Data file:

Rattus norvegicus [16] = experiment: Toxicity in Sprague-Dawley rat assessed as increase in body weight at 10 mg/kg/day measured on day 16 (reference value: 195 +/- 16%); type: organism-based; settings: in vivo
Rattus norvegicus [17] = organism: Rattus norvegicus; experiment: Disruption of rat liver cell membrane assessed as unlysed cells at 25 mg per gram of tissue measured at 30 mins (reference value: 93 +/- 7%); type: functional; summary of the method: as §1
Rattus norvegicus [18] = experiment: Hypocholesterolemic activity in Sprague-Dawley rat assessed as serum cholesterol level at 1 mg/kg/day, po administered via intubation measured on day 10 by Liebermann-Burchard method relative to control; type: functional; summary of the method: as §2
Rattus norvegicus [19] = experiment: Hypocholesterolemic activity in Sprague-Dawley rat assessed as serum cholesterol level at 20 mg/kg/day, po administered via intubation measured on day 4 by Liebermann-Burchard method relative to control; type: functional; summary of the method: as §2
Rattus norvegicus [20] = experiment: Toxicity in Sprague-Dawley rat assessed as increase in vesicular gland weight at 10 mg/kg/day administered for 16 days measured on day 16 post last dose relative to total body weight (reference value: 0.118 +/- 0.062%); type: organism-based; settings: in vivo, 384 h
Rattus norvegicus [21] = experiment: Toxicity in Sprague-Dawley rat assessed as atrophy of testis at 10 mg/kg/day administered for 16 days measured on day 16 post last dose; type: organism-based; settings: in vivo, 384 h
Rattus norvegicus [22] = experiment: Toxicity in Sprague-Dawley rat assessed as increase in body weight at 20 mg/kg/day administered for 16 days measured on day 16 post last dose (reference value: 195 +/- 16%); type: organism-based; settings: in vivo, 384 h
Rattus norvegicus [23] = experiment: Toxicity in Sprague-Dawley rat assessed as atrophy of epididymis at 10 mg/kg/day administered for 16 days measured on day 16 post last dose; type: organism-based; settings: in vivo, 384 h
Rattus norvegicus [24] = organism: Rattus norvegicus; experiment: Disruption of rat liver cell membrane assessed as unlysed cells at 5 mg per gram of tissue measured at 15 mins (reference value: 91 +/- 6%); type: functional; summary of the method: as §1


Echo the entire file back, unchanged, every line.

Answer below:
Rattus norvegicus [16] = experiment: Toxicity in Sprague-Dawley rat assessed as increase in body weight at 10 mg/kg/day measured on day 16 (reference value: 195 +/- 16%); type: organism-based; settings: in vivo
Rattus norvegicus [17] = organism: Rattus norvegicus; experiment: Disruption of rat liver cell membrane assessed as unlysed cells at 25 mg per gram of tissue measured at 30 mins (reference value: 93 +/- 7%); type: functional; summary of the method: as §1
Rattus norvegicus [18] = experiment: Hypocholesterolemic activity in Sprague-Dawley rat assessed as serum cholesterol level at 1 mg/kg/day, po administered via intubation measured on day 10 by Liebermann-Burchard method relative to control; type: functional; summary of the method: as §2
Rattus norvegicus [19] = experiment: Hypocholesterolemic activity in Sprague-Dawley rat assessed as serum cholesterol level at 20 mg/kg/day, po administered via intubation measured on day 4 by Liebermann-Burchard method relative to control; type: functional; summary of the method: as §2
Rattus norvegicus [20] = experiment: Toxicity in Sprague-Dawley rat assessed as increase in vesicular gland weight at 10 mg/kg/day administered for 16 days measured on day 16 post last dose relative to total body weight (reference value: 0.118 +/- 0.062%); type: organism-based; settings: in vivo, 384 h
Rattus norvegicus [21] = experiment: Toxicity in Sprague-Dawley rat assessed as atrophy of testis at 10 mg/kg/day administered for 16 days measured on day 16 post last dose; type: organism-based; settings: in vivo, 384 h
Rattus norvegicus [22] = experiment: Toxicity in Sprague-Dawley rat assessed as increase in body weight at 20 mg/kg/day administered for 16 days measured on day 16 post last dose (reference value: 195 +/- 16%); type: organism-based; settings: in vivo, 384 h
Rattus norvegicus [23] = experiment: Toxicity in Sprague-Dawley rat assessed as atrophy of epididymis at 10 mg/kg/day administered for 16 days measured on day 16 post last dose; type: organism-based; settings: in vivo, 384 h
Rattus norvegicus [24] = organism: Rattus norvegicus; experiment: Disruption of rat liver cell membrane assessed as unlysed cells at 5 mg per gram of tissue measured at 15 mins (reference value: 91 +/- 6%); type: functional; summary of the method: as §1